You’re not alone – and there are people available who are trained to help you through it. If your student is still in high school, start by talking with their school counselor. If you’d rather go outside of school, you have options:
- Contact your local school counselor
- Call or email the Student Financial Assistance department at Washington Student Achievement Council at 888.535.0747 or [email protected].
- Call or email College Possible Washington at 206-400-6886 or [email protected]
- Text ‘Hi Otter’ to 360-928-7281 to receive texts from the Financial Aid Otterbot.
Financial Aid comes in many forms.
It’s not just about student loans – there are grants, scholarships, and work-study programs too! Grants and scholarships are “gift aid,” which means you never have to pay them back.
Washington is giving away free Financial Aid money.
The new, nationally recognized Washington College Grant (formerly called the State Need Grant) makes education and training beyond high school affordable. Beginning this year, more families are eligible, and more programs and types of credentials are included. And the Washington College Grant guarantees funding for eligible students, no matter when they apply.
There is no separate application for the Washington College Grant.Your family’s eligibility is determined by the financial tax information submitted on the FAFSA or WASFA. By filling out your Financial Aid application, you will automatically be considered. Also, no matter when you apply for financial aid, it’s never too late for the Washington College Grant. This grant funding will not go away. It’s guaranteed by the statea and protected from budget cuts. So start your application now!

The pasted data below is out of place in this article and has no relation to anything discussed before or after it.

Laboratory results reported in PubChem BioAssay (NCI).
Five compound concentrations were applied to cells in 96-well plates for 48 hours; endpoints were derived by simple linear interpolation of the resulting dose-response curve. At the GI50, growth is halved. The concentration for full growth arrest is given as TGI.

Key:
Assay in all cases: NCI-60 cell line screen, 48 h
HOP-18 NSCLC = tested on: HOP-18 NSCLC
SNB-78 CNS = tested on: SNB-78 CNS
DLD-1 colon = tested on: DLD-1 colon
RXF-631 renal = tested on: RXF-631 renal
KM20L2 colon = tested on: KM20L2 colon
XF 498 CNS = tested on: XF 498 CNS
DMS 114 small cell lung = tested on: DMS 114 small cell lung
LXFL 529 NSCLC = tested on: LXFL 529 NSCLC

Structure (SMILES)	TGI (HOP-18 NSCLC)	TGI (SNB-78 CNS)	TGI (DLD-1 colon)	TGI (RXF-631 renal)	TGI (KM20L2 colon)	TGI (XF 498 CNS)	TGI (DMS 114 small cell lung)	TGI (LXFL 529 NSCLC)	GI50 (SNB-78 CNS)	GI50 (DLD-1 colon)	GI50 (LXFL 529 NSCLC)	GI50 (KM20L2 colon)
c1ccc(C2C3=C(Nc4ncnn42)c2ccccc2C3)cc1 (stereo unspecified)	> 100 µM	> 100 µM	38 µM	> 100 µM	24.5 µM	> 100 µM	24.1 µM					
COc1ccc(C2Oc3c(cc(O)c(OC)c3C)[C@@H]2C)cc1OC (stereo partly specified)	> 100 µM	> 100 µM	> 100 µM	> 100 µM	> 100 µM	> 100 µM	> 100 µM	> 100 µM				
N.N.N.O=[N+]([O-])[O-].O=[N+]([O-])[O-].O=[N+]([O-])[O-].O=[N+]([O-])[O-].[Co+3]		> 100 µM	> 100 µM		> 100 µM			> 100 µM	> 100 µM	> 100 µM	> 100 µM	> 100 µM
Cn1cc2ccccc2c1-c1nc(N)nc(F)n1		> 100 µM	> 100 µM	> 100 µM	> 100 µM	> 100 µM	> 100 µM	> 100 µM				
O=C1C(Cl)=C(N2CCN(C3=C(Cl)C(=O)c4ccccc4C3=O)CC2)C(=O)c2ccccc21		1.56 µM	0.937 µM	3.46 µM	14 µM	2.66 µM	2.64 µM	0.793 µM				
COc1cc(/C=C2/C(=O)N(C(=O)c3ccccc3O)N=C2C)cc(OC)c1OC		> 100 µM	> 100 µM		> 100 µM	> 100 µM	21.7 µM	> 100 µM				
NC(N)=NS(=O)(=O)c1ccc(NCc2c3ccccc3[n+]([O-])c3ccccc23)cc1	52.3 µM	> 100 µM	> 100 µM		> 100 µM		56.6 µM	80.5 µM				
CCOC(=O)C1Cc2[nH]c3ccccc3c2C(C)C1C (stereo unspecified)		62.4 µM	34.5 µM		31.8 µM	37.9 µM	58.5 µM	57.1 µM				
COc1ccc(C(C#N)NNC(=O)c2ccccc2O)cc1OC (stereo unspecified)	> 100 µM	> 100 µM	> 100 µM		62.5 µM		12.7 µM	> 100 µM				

The College Bound Scholarship program is an early commitment of free state financial aid to eligible students who sign up in middle school and fulfill the scholarship pledge. You and your student must fill out this separate application when they are in 7th or 8th grade if they meet one of the following requirements:
- During 7th or 8th grade, family household income from all sources is less than or equal to the amounts on the chart below.
- The student is currently in foster care or a dependent of the state
- Your family receives SNAP/Basic Food Assistance or TANF benefits
- COVID-19 UPDATE: A special exception to the College Bound Scholarship deadlines will be made for students required to sign a pledge to establish eligibility during eighth or ninth grade in the 2019-20 school year. The deadline will now be extended to November 30, 2020, from its original June 1, 2020 date.
Scholarships are one of the most commonly known types of financial aid, but they are far from the only type. They often require their own separate application, either through the school you’ve chosen to go to or through the scholarship website. Regardless, many school-based and school-funded scholarships require students to submit a FAFSA or WASFA form for consideration.
Financial Aid is for you.
No matter how much your family income is or what your grades are, you should still apply for financial aid. You won’t know what you qualify for until you apply.